So, start out with review and the past year. How did 2017 go? There's plenty of time for us to reflect on 2017 and then start planning 2018, and the question that people ask me, “Well, I don't know how I'm gonna get there. I don't know if I have this, or if I have that, or I have the resource, or I have the money.” And the best-laid plans tend to change, and the way that I've heard it summed up is, “You should write your goals in stone, and then write your plans in sand.” So, our goals will always stay the same hopefully or stay focused on those, but the plans may have to change as life comes along, and side-tracks us, and moves us off our goals.
The other thing is, if you want to get more out of your life, you're gonna need to stop doing some stuff. And in some cases, you may find this sacrificial. I heard a friend of mine say, “You have to give up some good things to receive some great things.” And I can't speak for you, but for myself, I like to do a lot of stuff, and I have a pretty high-capacity for production, and that's actually a downfall. That's a downside because I tend to take on more than I should. And I think if I really pared some stuff down, I could probably have some great stuff if I gave up some of the good stuff.
Next, write your goals down. If you write them down, there's something about writing them down that's a commitment. And if you can find a picture, or a picture, or two, or three, or four, add them. I have a goal book, and in my goal book, I have a number of goals in a number of different areas of my life, and they don't all relate to work or finance. But I put the goals down, and I put a date beside each goal, and I like to accomplish it, add a photo, and then I'd suggest if you're comfortable, maybe even if you're not comfortable, share your goals with somebody that you trust and you know will support you.
So, I'll give you a quick example of what many people would've considered to be an outrageous goal. Six years ago, I was fat, I was obese, I was out of shape, I was on five medications, and I decided after three months in bed with a severe case of pneumonia and nearly dying, that I was gonna turn my physical life around and I was gonna get in shape. So, I set a goal to get in shape, and this was about the beginning of December. So, six years ago, that was a decision. I went looking for … What does that look like to me?
So, I found a picture of Dwayne “The Rock” Johnson before he was wrestling. He was still in pretty good shape, but he wasn't quite as large as he is now. I cut out that picture, I added that to my goal list and my picture book with all the other goals I set. And then, when we began interviewing trainers, and we found the trainer that we liked, he said, “What do you want to accomplish?” I opened this book, and I said, “This is what I want.” And I knew he was the right guy at the right time because he didn't laugh, he didn't scoff. He just said, “That's a lot of work,” and I said, “Yeah, I realize that's a lot of work, and maybe that's not exactly where I'll end up, but now I have a target.”
So, if we applied the filter to this as, is this a reasonable goal? Looking at somebody who's six foot six and 285 pounds, you would've said, “No, that's not a reasonable goal.” But what I'll tell you, is within 12 months, I had lost 80 pounds. So, that's an unrealistic goal, but I was willing to put in the work and just to do whatever it took. My commitment, at that point to my trainer, is, “I will do whatever you tell me to do.” So, that was the sacrificial part. I had to set some stuff aside in my life. I had to set some time aside. I had to make a commitment to go work with him in the gym an hour four times a week, and then, we eventually reduced it after a year to three times a week, working with him for an hour. In addition to that, I had to change my eating habits. I had to change a bunch of stuff, but I set a goal, and I wanted to attain that goal, and I did attain that goal, but … So, I suggest … Think big. Stretch yourself.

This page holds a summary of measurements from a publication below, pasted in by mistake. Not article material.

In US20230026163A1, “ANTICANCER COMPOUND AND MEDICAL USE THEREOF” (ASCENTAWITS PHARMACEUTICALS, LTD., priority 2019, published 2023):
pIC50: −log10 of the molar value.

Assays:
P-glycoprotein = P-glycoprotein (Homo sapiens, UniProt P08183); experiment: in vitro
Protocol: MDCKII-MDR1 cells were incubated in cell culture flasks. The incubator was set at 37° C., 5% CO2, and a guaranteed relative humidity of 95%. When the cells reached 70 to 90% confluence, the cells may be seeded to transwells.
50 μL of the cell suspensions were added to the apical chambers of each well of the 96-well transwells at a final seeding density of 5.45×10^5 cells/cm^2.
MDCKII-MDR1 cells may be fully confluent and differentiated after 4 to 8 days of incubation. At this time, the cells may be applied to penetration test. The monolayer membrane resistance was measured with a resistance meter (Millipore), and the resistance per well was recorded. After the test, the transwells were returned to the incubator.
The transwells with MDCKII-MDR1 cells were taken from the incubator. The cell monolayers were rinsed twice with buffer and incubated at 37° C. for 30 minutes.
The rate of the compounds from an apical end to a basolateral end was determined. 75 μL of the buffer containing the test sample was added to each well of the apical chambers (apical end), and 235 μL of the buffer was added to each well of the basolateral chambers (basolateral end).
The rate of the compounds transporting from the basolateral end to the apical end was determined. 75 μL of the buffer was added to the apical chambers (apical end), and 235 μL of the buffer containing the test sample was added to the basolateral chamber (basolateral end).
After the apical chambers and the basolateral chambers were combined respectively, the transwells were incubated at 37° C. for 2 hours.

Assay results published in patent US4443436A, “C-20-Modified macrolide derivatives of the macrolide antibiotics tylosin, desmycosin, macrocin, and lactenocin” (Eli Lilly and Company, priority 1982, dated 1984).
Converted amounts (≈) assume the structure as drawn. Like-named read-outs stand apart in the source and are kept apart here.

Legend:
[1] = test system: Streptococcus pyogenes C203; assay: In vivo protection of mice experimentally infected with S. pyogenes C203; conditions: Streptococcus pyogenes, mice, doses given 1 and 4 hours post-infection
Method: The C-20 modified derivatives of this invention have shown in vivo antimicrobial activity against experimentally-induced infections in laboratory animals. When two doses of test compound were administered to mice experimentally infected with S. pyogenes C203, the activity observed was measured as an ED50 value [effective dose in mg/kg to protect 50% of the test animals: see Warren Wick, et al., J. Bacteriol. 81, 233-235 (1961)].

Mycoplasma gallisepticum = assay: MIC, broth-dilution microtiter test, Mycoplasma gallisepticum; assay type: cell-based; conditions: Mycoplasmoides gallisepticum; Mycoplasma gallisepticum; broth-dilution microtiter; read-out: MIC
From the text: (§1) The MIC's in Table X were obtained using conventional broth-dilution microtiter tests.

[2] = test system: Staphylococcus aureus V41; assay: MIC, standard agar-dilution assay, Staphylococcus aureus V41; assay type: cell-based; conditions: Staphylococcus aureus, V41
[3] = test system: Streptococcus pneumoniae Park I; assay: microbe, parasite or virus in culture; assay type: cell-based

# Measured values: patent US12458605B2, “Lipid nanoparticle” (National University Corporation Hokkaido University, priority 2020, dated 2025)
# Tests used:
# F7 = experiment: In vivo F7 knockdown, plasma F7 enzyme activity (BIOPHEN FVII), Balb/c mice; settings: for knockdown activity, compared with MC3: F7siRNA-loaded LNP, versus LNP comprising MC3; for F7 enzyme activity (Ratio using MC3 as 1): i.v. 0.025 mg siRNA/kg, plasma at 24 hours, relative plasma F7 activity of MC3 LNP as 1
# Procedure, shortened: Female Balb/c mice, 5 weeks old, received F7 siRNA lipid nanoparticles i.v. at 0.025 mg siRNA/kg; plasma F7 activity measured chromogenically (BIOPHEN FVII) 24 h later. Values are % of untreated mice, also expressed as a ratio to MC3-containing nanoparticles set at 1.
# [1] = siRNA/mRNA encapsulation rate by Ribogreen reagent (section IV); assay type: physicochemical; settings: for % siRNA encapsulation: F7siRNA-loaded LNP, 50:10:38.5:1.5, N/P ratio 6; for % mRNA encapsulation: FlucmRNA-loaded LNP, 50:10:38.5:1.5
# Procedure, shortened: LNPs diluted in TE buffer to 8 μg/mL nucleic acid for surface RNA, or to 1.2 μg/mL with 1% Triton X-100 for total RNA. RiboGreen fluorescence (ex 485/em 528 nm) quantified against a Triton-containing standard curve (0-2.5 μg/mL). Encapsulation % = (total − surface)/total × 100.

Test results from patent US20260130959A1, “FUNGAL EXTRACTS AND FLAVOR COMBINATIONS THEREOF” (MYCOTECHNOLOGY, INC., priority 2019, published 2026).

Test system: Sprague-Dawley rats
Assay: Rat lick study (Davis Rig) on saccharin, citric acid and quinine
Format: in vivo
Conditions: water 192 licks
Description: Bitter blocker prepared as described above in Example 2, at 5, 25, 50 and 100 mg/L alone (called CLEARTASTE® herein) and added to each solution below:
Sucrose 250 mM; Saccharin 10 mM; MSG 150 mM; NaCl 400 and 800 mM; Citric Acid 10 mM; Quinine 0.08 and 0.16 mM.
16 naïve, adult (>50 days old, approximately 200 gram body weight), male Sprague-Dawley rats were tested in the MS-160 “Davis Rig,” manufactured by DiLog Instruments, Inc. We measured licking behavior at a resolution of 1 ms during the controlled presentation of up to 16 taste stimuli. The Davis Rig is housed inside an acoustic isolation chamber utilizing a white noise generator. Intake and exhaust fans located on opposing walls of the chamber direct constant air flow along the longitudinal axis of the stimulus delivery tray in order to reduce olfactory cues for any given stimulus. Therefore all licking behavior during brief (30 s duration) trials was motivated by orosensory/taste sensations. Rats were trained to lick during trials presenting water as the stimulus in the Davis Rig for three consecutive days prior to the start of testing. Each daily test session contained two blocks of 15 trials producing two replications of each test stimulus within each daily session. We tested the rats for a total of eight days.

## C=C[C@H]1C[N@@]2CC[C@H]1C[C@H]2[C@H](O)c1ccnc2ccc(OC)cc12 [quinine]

“What if all the barriers are imaginary?”
One of my favorite books, and it's probably not a book that you've heard of, but I'll share it with you here. And it's called “The Quantum Leap Strategy.” And the author is a doctor by the name of Price Pritchett. And the quote that I really like and I reflect on often when I'm talking to people about goals and trying to accomplish things, and whether it's my clients or my own business … And his quote is this, “What if all the barriers are imaginary?” So, as we think about things that we want to accomplish in our life, and with our business, and we start setting goals, just reflect back on that. What if the barriers are imaginary.
The second quote that I really like, and I actually like it enough that I re-worked it, and I use it on this very podcast, and that is, “Are you ready for a business breakthrough? Or are you just gonna settle for more of the same?” And I can tell you from my side, I'm not interested in settling for more of the same. I'm looking for a breakthrough.
And so, I roll up my sleeves, and I set my goals. I set my goals high, and I look for people that I can build with and do this. So, I'm just suggesting to you that, if you're gonna set some goals, stretch a bit. The challenge often, and I'll speak in a sales term, when you're hiring sales staff, working with sales staff is, we sell to what our own comfort level is. So, what you or I might think is expensive because of the amount of money that we earn, or where we live, or how we live … There's very wealthy that that would seem like a very small amount of money. So, we really need to get past this survey of one, and we need to look a little bit bigger, and really believe that we can accomplish a lot more.